Reference: Clive Richardson, The Fell Pony, J.A. Allen & Company Limited, London, 1990. See the Fell Pony Breed Standard

The Fell Pony Today

There is a demand for an all-round family pony capable of carrying all members of the family and versatile enough to fulfill a wide variety of jobs previously done by two or three more specialized animals. In this capacity the Fell Pony is ideal being well up to the weight of a heavy adult, yet quiet enough and not too big for a child. In many respects the present day family Fell Pony is mainly continuing to apply to modern demands, the same adaptability which endeared it to the Lakeland farmers of approximately a hundred years ago.

As a hack and general riding pony, the Fell’s fast walk and easy paces make it a pleasant and comfortable ride, and its sure footedness ensures a safe passage over the roughest country. It is possible to ride a Fell Pony through places where other lighter bred ponies would come to grief and Fells seem to have a sixth sense which alerts them to possible danger. They seem to know which is the soundest track through soft marshy ground or the safest descent of a rocky hillside.

To test these qualities The Fell Pony Society holds an annual performance trial where the course comprises a varied range of difficult terrain including steep and twisting hills, boggy ground, a water crossing and several natural hazards such as fallen logs and the like. Fell Ponies are generally creditable jumpers, particularly across country, being both agile and very clever on their feet, which is a valuable asset when jumping “blind” when out hunting. Although most lack the scope to make top class jumping ponies, their abilities are well up to local shows or Pony Club events where many prove their worth.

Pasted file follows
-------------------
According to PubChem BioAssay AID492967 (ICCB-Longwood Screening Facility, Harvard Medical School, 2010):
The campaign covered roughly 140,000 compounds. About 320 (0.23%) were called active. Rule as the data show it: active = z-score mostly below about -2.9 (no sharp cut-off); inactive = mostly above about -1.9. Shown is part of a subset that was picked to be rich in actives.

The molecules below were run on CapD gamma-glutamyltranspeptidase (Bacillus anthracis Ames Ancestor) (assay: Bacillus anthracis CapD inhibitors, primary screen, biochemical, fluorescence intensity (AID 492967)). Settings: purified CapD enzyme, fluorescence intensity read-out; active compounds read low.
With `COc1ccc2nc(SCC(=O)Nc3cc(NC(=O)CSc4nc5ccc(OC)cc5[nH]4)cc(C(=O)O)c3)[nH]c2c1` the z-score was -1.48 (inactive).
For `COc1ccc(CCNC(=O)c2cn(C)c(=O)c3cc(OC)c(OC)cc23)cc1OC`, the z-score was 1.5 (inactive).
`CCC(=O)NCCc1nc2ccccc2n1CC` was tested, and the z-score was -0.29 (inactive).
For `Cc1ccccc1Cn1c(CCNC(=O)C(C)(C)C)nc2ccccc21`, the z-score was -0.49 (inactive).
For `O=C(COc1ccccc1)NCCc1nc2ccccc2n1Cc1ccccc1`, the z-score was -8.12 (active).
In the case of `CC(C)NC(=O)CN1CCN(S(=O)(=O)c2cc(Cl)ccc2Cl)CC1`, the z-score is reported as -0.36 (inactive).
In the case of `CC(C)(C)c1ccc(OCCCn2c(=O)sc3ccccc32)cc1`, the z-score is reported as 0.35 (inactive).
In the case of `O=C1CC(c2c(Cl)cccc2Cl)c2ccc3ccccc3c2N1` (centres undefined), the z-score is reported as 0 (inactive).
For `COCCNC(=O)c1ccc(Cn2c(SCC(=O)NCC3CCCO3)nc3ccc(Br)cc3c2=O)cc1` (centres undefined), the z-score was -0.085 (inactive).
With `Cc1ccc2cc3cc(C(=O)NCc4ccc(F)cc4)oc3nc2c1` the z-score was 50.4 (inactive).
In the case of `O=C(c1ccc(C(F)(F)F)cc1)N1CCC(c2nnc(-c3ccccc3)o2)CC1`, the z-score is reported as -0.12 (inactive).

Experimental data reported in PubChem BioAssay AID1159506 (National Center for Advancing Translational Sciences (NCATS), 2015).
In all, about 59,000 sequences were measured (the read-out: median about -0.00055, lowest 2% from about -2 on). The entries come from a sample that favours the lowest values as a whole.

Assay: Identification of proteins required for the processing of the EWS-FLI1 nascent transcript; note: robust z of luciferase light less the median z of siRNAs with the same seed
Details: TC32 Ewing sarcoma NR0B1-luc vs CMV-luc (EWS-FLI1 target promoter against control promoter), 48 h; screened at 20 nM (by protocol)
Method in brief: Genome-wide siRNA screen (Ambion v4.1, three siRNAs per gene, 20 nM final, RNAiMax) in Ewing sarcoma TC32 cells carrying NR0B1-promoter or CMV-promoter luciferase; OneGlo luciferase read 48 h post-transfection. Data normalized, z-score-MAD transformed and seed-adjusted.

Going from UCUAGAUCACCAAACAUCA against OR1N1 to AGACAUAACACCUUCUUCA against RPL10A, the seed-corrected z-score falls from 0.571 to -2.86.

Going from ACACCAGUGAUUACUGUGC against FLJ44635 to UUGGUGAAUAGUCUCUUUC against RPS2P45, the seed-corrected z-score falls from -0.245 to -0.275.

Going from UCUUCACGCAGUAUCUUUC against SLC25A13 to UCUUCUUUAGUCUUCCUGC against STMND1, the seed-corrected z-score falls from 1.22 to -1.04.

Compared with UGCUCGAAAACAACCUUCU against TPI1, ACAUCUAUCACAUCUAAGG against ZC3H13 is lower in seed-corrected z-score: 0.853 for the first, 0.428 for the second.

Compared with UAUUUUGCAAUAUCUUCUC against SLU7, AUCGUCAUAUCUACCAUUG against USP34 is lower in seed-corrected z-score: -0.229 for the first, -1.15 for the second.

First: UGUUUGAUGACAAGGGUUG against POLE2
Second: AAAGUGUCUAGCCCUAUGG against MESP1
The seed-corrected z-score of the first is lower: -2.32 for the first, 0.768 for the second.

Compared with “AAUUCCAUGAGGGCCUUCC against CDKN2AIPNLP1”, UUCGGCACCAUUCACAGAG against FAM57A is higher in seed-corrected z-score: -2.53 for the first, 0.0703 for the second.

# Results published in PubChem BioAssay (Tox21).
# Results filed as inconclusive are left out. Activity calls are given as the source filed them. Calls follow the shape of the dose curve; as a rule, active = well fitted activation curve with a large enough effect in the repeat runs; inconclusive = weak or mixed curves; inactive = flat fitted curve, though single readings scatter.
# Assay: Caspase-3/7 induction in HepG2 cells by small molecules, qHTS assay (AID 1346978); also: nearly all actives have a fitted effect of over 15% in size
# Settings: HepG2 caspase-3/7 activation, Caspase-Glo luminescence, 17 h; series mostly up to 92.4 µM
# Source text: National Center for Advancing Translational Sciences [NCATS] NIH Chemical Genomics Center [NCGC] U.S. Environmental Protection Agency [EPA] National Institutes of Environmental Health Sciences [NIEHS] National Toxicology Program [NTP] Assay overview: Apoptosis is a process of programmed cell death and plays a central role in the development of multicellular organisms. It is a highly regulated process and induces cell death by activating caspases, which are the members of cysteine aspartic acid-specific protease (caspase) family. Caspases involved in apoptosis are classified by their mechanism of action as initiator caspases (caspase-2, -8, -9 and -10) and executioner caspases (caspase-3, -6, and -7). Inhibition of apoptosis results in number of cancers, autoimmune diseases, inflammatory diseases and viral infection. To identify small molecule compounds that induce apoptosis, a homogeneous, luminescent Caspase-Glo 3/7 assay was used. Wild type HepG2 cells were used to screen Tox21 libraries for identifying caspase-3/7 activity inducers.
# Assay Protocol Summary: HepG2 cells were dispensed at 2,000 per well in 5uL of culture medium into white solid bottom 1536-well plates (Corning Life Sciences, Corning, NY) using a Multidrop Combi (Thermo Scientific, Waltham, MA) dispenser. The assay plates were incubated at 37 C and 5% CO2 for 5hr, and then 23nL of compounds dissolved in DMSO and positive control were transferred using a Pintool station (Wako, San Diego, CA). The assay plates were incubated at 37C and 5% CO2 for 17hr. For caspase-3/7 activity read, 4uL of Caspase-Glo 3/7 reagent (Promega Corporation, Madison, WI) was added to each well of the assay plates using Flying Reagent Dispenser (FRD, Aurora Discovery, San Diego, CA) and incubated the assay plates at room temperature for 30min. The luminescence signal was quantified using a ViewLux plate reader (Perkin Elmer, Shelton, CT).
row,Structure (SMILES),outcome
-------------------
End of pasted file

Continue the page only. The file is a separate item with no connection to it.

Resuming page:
The rediscovery of driving as a recreational sport has given the Fell Pony the means of continuing in a job which it has traditionally done for centuries. They are well suited to this work, having great stamina. The fact that the Fell Ponies breed very true to type makes it very easy to find matched pairs than is the case with many of the other breeds. Their main limitation in competitive work is their lack of speed, but their tireless energy compensates amply and several acquit themselves well in combined driving events. A few Fell Ponies are still used in Scotland carrying the stags and grouse panniers down from the moors. Some of HM The Queen’s ponies are sometimes used for this purpose at Balmoral while others are used for both riding and driving by the Royal Family. Large numbers of Fell Ponies are used in riding and trekking stables throughout the country because of their docile temperaments and useful size. The Riding for the Disabled movement employs a number as mounts for both disabled children and adults.

All these attributes make the Fell Pony an Ideal Family Pony.

Ref: The History of the Fell Pony & The Modern Fell Pony – Fell Pony 2000

*Information above was reprinted with permission from: “The Joy of Horses” online magazine, Field Galleries – the website of Equine Artist Sue Wingate MA RCA, April 1999